Immigration union claims airport strike security lapse
Immigration officers say people have been working at airports without the required level of security clearance during the public sector strike.
The Immigration Service Union told BBC Radio 4's PM that about half of those trained to work during the strike did not have the relevant security vetting.
An immigration officer said he was 100% sure people had been stamping passports without the necessary clearance.
Immigration Minister Damian Green said all those on duty had been cleared.
"They're all trained to the level they need to do the job they've been doing," he said. "Everybody has been cleared to the appropriate level for what they've been asked to do today."
Mr Green told PM he would look at the concerns that the Immigration Service Union had raised.
BBC correspondent Jon Manel says he has seen a letter sent to some government departments last week by the head of the Civil Service Sir Gus O'Donnell asking for volunteers to work for the UK Border Agency during the strike.
He says that the letter stated that volunteers needed to have been cleared to at least CTC level (Counter Terrorism level) and ideally to SC level (Security Check level).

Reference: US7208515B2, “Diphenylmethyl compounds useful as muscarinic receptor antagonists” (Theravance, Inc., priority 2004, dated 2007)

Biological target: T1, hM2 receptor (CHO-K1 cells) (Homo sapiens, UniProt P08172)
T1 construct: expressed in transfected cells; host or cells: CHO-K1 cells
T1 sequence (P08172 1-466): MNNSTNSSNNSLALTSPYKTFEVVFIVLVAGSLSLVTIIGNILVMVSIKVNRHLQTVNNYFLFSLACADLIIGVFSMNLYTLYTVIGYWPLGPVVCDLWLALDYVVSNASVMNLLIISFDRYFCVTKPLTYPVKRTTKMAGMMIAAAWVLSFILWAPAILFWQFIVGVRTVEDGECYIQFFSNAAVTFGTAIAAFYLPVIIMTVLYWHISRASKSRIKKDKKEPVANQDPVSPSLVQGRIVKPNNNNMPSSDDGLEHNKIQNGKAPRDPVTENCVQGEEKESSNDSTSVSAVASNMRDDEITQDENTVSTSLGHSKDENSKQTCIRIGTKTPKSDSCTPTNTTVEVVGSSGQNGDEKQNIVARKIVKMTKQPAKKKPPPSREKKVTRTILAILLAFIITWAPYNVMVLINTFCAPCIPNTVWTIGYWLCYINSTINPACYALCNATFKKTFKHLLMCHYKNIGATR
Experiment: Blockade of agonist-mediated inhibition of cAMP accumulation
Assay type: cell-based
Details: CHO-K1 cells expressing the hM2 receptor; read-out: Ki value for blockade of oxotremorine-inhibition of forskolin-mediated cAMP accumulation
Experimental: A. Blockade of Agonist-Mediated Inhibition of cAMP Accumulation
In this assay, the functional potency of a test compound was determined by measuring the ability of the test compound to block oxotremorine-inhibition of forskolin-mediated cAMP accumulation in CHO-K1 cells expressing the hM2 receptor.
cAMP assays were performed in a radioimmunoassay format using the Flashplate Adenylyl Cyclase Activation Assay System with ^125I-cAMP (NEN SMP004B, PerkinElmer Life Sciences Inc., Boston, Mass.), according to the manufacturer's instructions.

Speaking on condition of anonymity, an immigration officer on strike on Wednesday told our correspondent that staff with CTC level clearance would not normally be able to stamp passports.
"I think it's a manipulation of the normal procedures," the officer said.Impact of the strike
The Immigration Service Union said 80% to 90% of its members were striking, with 22 out of 23 workers at Calais port not showing up for work and, as far as they were aware, none of their members working at Heathrow.
Public and Commercial Services (PCS) union members who work for the UK Border Agency also went on strike but airport sources earlier suggested to the BBC that immigration controls had been at two thirds of normal staffing levels - more than the 30-50% predicted previously.
Plane arrivals and take-offs at Britain's two biggest airports - Heathrow and Gatwick - were said to be largely unaffected with only a few cancellations of in-bound transatlantic flights to Heathrow.
Mr Green said it had broadly been "business as usual".
He told the BBC some suspected illegal immigrants were identified at Heathrow and sent back and that more than 20 people had been stopped at Calais and Dunkirk trying to get into Britain.
"That's more than we would normally expect on a Wednesday in November, so I suspect there was some opportunist attempt to get across the border and we've stopped it."
Tens of thousands of people joined rallies around the UK as the 24-hour over public sector strike pensions disrupted schools, hospitals and other services.
Unions object to government plans to make their members pay more and work longer to earn their pensions.